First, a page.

Two NASA spacecraft at Mars — one on the surface and the other in orbit — have recorded the biggest meteor strikes and impact craters yet.
The high-speed barrages last year sent seismic waves rippling thousands of miles across Mars, the first ever detected near the surface of another planet, and carved out craters nearly 500 feet (150 meters) across, scientists reported Thursday in the journal Science.
The larger of the two strikes churned out boulder-size slabs of ice, which may help researchers look for ways future astronauts can tap into Mars' natural resources.
The Insight lander measured the seismic shocks, while the Mars Reconnaissance Orbiter provided stunning pictures of the resulting craters.
Imaging the craters “would have been huge already,” but matching it to the seismic ripples was a bonus, said co-author Liliya Posiolova of Malin Space Science Systems in San Diego. “We were so lucky.”
Mars' atmosphere is thin unlike on Earth, where the thick atmosphere prevents most space rocks from reaching the ground, instead breaking and incinerating them.
A separate study last month linked a recent series of smaller Martian meteoroid impacts with smaller craters closer to InSight, using data from the same lander and orbiter.
The impact observations come as InSight nears the end of its mission because of dwindling power, its solar panels blanketed by dust storms. InSight landed on the equatorial plains of Mars in 2018 and has since recorded more than 1,300 marsquakes.
“It's going to be heartbreaking when we finally lose communication with InSight,” said Bruce Banerdt of NASA's Jet Propulsion Laboratory, the lander's chief scientist who took part in the studies. “But the data it has sent us will certainly keep us busy for years to come."
The incoming space rocks were between 16 feet and 40 feet (5 meters and 12 meters) in diameter, said Posiolova. The impacts registered about magnitude 4.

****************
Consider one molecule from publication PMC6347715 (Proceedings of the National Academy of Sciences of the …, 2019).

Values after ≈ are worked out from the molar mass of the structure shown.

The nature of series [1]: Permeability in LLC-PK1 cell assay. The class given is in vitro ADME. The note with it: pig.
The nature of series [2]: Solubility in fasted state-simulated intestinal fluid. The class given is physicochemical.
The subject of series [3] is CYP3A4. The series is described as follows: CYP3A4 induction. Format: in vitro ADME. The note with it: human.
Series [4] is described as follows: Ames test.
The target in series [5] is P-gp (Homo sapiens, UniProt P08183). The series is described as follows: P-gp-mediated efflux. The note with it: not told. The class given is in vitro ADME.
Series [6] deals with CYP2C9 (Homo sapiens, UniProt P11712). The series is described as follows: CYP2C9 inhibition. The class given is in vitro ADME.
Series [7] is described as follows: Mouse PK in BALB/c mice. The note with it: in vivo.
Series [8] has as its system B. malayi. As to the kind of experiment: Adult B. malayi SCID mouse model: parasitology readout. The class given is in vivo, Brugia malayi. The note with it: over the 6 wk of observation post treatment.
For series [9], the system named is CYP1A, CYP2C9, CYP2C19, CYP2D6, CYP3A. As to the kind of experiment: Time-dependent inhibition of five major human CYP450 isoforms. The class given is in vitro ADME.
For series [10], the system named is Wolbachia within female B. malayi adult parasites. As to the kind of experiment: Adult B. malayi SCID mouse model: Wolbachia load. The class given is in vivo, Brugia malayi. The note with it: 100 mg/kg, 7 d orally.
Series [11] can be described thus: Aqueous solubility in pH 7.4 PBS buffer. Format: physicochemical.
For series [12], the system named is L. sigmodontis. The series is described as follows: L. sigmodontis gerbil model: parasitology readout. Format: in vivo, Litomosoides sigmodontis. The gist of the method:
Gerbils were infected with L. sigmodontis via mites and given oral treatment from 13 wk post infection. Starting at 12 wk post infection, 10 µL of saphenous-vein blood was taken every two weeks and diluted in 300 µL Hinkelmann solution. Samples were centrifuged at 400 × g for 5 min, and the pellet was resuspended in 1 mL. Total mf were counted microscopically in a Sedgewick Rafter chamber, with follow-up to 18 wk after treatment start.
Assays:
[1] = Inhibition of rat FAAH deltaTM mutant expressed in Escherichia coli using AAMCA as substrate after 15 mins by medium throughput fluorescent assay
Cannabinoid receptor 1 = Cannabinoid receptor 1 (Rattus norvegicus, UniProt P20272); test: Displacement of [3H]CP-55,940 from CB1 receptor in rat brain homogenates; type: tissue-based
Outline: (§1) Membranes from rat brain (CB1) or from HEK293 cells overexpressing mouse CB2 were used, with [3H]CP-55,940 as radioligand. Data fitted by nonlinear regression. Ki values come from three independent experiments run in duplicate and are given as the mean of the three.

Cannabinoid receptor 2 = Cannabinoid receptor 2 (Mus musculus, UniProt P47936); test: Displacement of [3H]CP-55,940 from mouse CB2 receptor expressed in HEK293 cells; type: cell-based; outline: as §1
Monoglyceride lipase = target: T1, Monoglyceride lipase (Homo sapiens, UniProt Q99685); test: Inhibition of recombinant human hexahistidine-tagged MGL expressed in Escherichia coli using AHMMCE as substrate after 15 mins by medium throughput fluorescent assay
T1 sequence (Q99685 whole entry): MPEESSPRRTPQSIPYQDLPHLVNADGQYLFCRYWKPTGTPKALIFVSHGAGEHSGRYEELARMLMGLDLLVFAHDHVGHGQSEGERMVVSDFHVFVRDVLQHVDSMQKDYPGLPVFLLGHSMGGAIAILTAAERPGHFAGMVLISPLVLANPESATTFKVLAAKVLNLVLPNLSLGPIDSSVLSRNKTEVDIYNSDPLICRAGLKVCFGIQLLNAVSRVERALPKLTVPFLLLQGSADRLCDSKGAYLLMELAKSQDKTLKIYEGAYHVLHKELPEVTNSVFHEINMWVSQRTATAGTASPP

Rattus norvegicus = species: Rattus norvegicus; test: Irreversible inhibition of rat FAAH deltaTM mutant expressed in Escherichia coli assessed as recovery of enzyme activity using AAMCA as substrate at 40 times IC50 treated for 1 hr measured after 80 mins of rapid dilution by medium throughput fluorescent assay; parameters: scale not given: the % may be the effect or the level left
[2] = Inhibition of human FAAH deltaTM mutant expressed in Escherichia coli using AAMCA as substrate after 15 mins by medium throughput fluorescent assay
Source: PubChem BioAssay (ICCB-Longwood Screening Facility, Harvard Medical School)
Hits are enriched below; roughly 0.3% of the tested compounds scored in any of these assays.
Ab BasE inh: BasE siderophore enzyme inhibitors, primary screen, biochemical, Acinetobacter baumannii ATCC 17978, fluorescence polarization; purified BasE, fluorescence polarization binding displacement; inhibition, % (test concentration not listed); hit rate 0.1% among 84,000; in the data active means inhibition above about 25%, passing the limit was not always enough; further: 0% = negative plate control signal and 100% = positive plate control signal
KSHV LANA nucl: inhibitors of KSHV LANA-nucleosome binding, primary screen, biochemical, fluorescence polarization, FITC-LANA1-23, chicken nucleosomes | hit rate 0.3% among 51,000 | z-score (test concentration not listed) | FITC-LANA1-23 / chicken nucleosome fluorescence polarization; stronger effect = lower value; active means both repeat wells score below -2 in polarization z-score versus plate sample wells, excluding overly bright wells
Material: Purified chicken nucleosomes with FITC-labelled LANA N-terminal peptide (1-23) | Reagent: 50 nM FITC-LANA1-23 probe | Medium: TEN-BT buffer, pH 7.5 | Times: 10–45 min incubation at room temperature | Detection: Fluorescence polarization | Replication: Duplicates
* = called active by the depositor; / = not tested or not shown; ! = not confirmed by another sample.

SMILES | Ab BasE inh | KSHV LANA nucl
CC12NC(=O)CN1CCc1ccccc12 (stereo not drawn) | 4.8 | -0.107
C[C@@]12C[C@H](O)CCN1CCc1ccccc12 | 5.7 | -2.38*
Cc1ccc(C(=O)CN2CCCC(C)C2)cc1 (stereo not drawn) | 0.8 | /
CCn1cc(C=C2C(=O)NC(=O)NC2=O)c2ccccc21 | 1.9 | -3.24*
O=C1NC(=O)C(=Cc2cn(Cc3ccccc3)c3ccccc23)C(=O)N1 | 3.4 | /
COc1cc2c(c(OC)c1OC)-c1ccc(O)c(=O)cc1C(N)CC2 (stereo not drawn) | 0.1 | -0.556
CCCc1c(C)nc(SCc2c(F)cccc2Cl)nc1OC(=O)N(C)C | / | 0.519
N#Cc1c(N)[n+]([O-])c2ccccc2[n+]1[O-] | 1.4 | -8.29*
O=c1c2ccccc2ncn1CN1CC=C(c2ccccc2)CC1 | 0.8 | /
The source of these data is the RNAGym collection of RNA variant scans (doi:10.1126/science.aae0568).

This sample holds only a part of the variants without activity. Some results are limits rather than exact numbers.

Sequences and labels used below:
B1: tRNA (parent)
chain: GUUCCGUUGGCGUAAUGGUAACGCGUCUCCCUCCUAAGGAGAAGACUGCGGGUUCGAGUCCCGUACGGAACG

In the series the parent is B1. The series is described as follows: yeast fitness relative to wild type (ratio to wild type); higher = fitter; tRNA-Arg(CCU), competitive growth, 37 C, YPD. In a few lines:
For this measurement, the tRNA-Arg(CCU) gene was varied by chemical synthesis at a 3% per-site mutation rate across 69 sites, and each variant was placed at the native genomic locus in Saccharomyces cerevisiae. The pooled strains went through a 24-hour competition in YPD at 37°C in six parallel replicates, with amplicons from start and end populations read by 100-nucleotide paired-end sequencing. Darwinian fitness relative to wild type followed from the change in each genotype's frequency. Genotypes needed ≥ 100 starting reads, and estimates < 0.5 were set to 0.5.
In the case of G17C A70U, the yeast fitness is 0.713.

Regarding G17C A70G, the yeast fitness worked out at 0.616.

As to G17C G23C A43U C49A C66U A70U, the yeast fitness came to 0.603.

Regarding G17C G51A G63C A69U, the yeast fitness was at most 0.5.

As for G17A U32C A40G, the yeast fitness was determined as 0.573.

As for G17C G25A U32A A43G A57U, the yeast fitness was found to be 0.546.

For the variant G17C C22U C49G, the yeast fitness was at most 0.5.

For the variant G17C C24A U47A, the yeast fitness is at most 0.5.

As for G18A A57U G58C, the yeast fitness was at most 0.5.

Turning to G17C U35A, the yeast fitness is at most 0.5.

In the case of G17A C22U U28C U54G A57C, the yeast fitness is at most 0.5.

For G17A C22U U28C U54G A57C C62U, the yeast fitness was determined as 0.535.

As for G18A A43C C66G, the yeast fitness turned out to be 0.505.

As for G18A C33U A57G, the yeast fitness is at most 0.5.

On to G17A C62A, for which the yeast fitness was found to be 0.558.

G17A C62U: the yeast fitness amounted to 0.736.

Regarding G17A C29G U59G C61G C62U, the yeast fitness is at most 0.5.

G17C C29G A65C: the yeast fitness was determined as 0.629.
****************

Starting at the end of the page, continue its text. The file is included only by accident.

The larger of the two struck last December some 2,200 miles (3,500 kms) from InSight, creating a crater roughly 70 feet (21 meters) deep. The orbiter's cameras showed debris hurled up to 25 miles (40 kms) from the impact, as well as white patches of ice around the crater, the most frozen water observed at such low latitudes, Posiolova said.
Posiolova spotted the crater earlier this year after taking extra pictures of the region from orbit. The crater was missing from earlier photos, and after poring through the archives, she pinpointed the impact to late December. She remembered a large seismic event recorded by InSight around that time and with help from that team, matched the fresh hole to what was undoubtedly a meteoroid strike. The blast wave was clearly visible.
Scientists also learned the lander and orbiter teamed up for an earlier meteoroid strike, more than double the distance of the December one and slightly smaller.
“Everybody was just shocked and amazed. Another one? Yep,” she recalled.
The seismic readings from the two impacts indicate a denser Martian crust beyond InSight's location.
“We still have a long way to go to understanding the interior structure and dynamics of Mars, which remain largely enigmatic,” said Doyeon Kim of ETH Zurich's Institute of Geophysics in Switzerland, who was part of the research.
Outside scientists said future landers from Europe and China will carry even more advanced seismometers. Future missions will “paint a clearer picture” of how Mars evolved, Yingjie Yang and Xiaofei Chen from China's Southern University of Science and Technology in Shenzhen wrote in an accompanying editorial.
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